GeoHot on the Sony and 77 million compromised users

Fun & Games

GeoHot on the Sony and 77 million compromised users…

One of the things I was contemplating back in early January was a PSN alternative, a place for jailbroken consoles to download homebrew and game without messing up anyone else’s experience. Unfortunately events led me off of that path, but gamers, if I had succeeded you would have a place to game online with your PS3 right now. I’m one of the good guys. I used to play games online on PC, I hated cheaters then and I hate them now.

Also, let’s not fault the Sony engineers for this, the same way I do not fault the engineers who designed the BMG rootkit. The fault lies with the executives who declared a war on hackers, laughed at the idea of people penetrating the fortress that once was Sony, whined incessantly about piracy, and kept hiring more lawyers when they really needed to hire good security experts. Alienating the hacker community is not a good idea.

…And let’s talk about Sony’s use of the word illegal. It is illegal, criminally so, to break into someone else’s servers. But when the same word is used to refer to streaming a song from a non RIAA approved website, or to *gasp* playing a homebrew game on your PS3, respect for the word and those who say it is lost.

Weighing in quickly on the whole hacker vs cracker thing. I am a hacker. Whoever did this were hackers also. The media will never start using the word cracker. To me, a hacker is just somebody with a set of skills; hacker is to computer as plumber is to pipes. And the same ethics should apply, if you want to mess with the pipes in your own house, go for it. But don’t go breaking into people’s houses and messing with their pipes. (Note that I do not endorse water piracy).

Good read, all of it.

192 thoughts on “GeoHot on the Sony and 77 million compromised users

  1. Kenneth Woodruff says:

    There is nothing noble about this. My plumbing isn’t licensed to me with a specific set of rules; it’s my plumbing. If I shoved a bomb down those pipes that are “mine,” set to explode when it hit the sewers, surely the police would be interested.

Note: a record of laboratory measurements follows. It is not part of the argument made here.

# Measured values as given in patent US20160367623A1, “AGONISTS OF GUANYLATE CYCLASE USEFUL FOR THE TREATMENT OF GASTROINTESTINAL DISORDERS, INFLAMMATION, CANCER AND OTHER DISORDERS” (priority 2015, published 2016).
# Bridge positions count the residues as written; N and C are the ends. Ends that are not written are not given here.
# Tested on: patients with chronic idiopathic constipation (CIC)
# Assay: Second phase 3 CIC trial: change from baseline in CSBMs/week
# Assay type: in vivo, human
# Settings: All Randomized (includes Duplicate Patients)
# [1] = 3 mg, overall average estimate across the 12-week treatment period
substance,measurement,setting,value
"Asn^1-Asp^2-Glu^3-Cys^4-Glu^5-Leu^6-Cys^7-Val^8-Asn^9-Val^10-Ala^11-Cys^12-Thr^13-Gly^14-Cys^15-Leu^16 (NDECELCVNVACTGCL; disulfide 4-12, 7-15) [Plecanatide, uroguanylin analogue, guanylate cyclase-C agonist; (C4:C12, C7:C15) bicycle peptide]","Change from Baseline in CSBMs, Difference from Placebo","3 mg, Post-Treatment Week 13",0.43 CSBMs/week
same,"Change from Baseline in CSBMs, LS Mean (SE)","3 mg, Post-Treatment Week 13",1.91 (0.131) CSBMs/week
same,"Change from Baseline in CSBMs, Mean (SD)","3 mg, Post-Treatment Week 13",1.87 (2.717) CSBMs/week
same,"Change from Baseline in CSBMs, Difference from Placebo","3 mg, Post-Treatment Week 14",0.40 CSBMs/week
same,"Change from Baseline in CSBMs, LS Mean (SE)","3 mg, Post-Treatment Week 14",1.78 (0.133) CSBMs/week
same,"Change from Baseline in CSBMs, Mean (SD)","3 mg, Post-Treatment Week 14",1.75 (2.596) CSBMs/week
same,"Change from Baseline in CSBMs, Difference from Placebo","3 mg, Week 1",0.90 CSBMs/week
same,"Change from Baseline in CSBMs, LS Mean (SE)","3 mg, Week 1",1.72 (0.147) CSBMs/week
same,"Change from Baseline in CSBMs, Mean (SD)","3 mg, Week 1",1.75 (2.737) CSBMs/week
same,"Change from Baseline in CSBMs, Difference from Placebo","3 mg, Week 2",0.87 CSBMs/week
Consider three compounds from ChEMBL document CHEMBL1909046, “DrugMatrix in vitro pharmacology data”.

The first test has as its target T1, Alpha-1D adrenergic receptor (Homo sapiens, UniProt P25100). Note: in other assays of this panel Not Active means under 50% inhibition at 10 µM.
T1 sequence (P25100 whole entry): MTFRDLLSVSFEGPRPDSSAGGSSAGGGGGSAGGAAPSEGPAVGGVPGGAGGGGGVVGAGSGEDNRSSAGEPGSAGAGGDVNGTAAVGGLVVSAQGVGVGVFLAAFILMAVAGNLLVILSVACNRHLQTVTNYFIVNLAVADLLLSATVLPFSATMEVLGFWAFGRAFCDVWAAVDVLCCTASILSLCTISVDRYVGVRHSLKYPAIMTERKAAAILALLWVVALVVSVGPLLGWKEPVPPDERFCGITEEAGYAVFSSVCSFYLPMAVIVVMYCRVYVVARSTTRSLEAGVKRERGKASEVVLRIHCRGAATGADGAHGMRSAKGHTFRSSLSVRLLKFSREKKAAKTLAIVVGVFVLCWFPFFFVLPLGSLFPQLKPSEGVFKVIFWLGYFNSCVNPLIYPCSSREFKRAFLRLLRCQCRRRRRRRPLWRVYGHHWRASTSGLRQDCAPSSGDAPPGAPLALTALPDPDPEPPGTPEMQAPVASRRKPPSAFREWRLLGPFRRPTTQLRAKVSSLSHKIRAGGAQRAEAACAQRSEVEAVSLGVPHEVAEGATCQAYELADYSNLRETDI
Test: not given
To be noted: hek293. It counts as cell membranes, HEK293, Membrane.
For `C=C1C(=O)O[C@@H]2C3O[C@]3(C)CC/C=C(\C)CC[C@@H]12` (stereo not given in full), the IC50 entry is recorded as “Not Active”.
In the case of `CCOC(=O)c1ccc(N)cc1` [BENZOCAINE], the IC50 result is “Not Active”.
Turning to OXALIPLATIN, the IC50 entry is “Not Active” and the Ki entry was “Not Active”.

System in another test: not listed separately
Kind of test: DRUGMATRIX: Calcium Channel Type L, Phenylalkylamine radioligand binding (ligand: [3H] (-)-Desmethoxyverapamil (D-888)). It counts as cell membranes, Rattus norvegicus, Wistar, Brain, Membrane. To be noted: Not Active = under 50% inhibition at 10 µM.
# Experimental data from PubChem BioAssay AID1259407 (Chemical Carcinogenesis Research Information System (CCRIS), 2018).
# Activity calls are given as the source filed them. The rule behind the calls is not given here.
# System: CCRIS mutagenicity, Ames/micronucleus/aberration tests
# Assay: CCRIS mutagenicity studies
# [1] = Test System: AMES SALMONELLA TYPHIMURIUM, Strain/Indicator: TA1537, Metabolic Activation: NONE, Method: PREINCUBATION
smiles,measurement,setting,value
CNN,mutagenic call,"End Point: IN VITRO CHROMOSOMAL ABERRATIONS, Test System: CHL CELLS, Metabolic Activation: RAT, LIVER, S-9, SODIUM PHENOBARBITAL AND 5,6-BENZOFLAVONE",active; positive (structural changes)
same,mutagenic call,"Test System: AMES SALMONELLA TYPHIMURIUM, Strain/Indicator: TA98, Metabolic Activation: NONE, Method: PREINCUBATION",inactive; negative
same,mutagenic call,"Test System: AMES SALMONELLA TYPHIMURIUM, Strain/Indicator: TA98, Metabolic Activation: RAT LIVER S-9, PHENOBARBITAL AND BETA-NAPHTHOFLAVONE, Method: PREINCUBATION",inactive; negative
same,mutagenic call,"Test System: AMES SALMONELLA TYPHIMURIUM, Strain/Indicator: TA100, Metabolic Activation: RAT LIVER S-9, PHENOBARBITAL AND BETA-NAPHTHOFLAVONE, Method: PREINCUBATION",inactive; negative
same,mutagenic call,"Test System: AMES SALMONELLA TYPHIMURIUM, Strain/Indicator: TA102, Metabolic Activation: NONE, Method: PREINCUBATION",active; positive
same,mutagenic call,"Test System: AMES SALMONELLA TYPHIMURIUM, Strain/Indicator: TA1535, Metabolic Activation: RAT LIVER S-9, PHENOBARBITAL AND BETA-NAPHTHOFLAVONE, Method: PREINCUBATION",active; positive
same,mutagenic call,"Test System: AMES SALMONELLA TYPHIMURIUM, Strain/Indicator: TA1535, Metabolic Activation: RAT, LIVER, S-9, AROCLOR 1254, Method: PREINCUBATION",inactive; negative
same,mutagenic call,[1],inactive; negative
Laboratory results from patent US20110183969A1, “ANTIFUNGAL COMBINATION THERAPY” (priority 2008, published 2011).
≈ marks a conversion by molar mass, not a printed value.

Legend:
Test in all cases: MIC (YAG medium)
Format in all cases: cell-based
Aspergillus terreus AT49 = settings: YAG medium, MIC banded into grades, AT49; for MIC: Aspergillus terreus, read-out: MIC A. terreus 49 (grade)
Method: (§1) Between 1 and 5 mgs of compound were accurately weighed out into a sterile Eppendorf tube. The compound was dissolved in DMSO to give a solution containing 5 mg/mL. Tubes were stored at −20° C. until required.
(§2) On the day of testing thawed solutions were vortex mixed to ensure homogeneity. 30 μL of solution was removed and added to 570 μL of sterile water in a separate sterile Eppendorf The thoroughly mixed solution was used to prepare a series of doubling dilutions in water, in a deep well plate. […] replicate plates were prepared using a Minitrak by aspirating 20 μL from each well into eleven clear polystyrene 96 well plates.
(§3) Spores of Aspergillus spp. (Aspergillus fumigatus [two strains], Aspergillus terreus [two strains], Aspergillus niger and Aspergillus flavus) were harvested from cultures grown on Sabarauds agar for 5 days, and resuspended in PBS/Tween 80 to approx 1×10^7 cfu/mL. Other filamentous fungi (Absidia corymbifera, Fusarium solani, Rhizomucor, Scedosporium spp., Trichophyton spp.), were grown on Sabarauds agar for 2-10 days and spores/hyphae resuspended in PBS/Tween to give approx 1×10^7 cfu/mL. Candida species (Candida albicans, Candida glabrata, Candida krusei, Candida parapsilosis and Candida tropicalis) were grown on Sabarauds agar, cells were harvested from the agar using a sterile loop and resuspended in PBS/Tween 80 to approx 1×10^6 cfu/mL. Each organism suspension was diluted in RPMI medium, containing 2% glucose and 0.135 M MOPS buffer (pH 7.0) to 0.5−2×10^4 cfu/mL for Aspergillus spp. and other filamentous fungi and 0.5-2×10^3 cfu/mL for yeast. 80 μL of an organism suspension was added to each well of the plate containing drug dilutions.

This is terrible justification for his causing so much ire, regarding a tired, trumped-up concept of a world of open software that will somehow magically protect itself from maliciousness.

    Only some people are inherently good. We prove that to ourselves over and over. Some things need to be closed. Some things need to be “owned.” I suggest that he gets off his high horse, because he is providing more grist for the legal mill.

    1. Anonymous says:

      this isn’t a justification, it’s the person (george) who sony was suing, talking about the biggest ID theft in history. i think it’s an interesting perspective from someone who fought and won against sony recently. he allowed to have an opinion, he just agreed not to hack sony stuff :)

    2. Josh LeClair says:

      If you tossed a bomb down your pipes intentionally set to blow up the sewers below than you aren’t messing with just your pipes. What part of his example is beyond your understanding? As per his example, if you feel the desire to open up your walls and lay new pipe for a new sink or take away old pipe for an old sink, you have the right to do it as they are your pipes.

      You may argue that the analogy is weak, that they aren’t the same thing but don’t come up with some asinine example to try and prove your point.